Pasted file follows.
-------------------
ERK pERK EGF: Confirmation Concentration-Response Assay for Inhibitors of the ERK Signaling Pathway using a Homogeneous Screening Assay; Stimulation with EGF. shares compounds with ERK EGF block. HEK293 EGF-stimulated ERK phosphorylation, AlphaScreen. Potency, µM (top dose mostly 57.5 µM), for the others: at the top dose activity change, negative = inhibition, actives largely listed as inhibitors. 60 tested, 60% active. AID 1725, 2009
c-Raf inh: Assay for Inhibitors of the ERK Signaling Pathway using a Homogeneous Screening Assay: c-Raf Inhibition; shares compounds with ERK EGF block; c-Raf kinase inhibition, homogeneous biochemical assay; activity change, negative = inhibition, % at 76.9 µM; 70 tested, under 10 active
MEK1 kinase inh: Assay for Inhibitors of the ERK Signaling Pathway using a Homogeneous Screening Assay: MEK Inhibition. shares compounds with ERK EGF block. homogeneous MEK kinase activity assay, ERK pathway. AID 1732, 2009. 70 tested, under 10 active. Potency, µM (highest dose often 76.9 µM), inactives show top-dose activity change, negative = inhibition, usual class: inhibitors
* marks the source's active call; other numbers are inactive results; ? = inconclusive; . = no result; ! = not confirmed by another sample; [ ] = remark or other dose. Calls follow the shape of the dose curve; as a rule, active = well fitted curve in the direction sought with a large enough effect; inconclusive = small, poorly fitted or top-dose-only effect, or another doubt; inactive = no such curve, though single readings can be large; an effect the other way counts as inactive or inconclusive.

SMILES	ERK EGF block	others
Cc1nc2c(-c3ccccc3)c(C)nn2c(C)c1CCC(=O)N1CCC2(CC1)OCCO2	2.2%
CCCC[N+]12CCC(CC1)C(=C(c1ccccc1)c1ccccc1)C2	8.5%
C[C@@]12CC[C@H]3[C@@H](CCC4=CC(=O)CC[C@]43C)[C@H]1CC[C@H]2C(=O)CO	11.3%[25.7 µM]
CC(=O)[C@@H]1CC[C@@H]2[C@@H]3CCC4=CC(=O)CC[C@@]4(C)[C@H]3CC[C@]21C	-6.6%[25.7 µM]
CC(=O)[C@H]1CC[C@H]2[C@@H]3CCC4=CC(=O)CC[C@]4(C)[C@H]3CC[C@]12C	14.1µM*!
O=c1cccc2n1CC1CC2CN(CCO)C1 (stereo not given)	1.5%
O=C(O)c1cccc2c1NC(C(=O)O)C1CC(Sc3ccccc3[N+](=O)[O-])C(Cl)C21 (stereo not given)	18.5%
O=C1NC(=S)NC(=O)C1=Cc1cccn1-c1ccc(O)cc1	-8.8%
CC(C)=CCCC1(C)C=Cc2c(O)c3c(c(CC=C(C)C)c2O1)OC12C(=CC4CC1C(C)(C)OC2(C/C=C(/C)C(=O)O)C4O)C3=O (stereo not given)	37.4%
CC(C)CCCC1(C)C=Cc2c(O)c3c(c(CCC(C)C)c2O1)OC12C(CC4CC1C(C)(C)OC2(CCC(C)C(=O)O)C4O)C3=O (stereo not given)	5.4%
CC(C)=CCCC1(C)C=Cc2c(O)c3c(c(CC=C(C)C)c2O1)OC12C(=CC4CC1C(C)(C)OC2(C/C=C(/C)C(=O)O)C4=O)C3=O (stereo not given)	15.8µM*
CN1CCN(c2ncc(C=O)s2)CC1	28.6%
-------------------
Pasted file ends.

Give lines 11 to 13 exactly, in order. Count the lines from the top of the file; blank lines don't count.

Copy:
O=c1cccc2n1CC1CC2CN(CCO)C1 (stereo not given)	1.5%
O=C(O)c1cccc2c1NC(C(=O)O)C1CC(Sc3ccccc3[N+](=O)[O-])C(Cl)C21 (stereo not given)	18.5%
O=C1NC(=S)NC(=O)C1=Cc1cccn1-c1ccc(O)cc1	-8.8%